“We’ve already engaged for over eight years to not have these trucks in the neighborhood,” said Margaret Gordon, WOEIP
By Ashley Chambers
One of the small companies that has been adversely impacted by the city’s Oakland Amy Base development project is Pacific Coast Containers (PCC Logistics), which has been handing inspections of potentially hazardous cargo coming through the Port of Oakland every day.
Because the city failed to guarantee PCC a stable lease on property on the base or Port of Oakland land, the company has lost its contract with the Department of Homeland Security U.S. Customs and Border Protection (CBP).
Customs is now now looking to contract with another business and relocate at the old Horizon Beverage plant in West Oakland across from Raimondi Park, an open field where young athletes and youth sports teams engage in regular activities
The CBP Customs Examination Station inspects about 300 trucks a month. As a result of the move, West Oakland may soon have to deal with polluting trucks loaded with cargos that could contain hazardous materials.
Hazardous materials are those that are explosive, toxic or radioactive.
According to PCC, which managed the customs contract for the last 10 years, this new location does not meet the requirements specified by CBP for Customs Exam Stations.
“Location is crucial,” said Rosa DeAnda, Assistant Business Unit Manager at PCC Logistics. “The community is out there with this high-risk cargo. What experience does this new company have? They don’t have the personnel or the experience.”
PCC received their letter of disqualification from CBP on Sept. 5, nearly a week before they moved into their new location on Maritime Street.
The company anticipated the customs exam station moving with them and their 60 staff members continuing to manage the contract. “They’re not creating new jobs but trying to recruit PCC staff,” said DeAnda.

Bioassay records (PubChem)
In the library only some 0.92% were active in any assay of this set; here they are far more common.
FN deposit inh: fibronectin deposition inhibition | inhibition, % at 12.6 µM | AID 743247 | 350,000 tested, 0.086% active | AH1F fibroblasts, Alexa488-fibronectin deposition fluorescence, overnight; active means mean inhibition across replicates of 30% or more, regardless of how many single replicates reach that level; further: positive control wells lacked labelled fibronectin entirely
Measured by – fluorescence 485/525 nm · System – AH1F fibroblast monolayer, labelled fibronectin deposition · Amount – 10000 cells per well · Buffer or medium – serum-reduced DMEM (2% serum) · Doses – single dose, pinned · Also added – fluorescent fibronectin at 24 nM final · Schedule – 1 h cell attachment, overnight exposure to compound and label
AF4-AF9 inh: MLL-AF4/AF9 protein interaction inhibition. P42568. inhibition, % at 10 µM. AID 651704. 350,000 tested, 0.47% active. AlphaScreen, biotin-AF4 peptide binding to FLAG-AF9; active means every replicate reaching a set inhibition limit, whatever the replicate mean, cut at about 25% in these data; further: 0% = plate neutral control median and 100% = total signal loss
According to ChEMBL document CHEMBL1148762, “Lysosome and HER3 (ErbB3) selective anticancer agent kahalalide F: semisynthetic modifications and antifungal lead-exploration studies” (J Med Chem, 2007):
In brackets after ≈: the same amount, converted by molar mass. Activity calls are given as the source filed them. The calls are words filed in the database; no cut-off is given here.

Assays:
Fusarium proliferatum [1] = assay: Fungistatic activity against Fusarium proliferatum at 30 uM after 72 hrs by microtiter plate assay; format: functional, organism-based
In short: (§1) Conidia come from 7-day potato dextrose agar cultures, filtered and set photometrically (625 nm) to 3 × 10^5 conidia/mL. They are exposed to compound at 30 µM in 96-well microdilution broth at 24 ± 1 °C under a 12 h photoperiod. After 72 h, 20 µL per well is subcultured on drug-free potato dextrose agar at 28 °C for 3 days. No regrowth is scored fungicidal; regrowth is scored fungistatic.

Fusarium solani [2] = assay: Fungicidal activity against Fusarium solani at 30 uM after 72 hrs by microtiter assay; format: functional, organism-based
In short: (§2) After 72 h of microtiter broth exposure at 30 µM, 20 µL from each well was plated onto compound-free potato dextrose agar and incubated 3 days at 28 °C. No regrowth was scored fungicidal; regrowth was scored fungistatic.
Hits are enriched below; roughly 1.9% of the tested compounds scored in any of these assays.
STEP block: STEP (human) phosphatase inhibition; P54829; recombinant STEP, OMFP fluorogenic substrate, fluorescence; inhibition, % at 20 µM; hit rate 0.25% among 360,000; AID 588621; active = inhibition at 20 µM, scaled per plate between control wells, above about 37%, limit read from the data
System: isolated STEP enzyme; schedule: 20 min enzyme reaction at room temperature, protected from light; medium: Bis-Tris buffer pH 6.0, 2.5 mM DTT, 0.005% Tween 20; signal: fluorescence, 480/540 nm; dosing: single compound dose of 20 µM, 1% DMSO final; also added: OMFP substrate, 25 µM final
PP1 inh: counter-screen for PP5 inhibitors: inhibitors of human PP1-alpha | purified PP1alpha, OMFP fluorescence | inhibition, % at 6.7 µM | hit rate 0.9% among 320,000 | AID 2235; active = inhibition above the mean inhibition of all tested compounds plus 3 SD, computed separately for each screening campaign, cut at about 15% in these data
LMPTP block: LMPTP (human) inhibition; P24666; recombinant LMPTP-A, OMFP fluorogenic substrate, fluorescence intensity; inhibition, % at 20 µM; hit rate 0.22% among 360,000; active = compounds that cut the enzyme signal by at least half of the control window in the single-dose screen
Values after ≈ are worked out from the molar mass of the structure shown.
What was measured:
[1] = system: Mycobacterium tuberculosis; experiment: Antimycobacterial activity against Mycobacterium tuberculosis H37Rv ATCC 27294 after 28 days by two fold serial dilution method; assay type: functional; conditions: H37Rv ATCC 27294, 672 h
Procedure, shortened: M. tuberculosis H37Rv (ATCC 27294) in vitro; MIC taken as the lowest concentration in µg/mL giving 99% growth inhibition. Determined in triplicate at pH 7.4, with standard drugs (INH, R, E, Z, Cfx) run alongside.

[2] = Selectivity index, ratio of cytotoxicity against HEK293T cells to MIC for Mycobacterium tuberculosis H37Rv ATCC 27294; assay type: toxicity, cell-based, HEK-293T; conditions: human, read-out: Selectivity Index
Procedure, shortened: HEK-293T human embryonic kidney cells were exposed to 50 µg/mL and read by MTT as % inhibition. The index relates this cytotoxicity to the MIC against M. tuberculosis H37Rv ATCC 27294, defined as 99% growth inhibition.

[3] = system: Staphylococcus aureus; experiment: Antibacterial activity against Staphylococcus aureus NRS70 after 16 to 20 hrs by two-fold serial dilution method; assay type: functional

Community groups and residents are also in strong opposition to moving this operation into the West Oakland neighborhood.
“We’ve already engaged for over eight years to not have these trucks in the neighborhood,” said Margaret Gordon of the West Oakland Environmental Indicators Project (WOEIP).
“We do not want the trucks to come back to West Oakland anymore.”
Local observers have also asked the city to request a risk assessment by the Alameda County Environmental Health Agency to evaluate the impact this move will have on the community.
“Customs does not have a policy saying they can’t, or shouldn’t, be having exam stations in neighborhoods,” Gordon said.
Activists are planning demonstrations at the Customs Bureau and at the old Horizon Beverage building. They are also starting a petition and plan to alert the teams and individuals who use Raimondi Park.
They are asking concerned residents to come to the city’s Community and Economic Development (CED) meeting Tuesday at 2 p.m. at Oakland City Hall.
The city has attempted to sit down with CBP with no success. Assistant City Administrator Fred Blackwell says CBP must still go through the city’s zoning process and receive approval from the planning department before they can begin operations at the site.
Ces Butner, president of the board of the Oakland Port Commission, was the former owner of the old Horizon Beverage plant building, which is currently owned by Bay Area entrepreneur Tom Henderson.
Phil Tagami, master developer of the Army Base project, is a former port commissioner.
Courtesy of the Oakland Post, October 18, 2013 (www.postnewsgroup.com)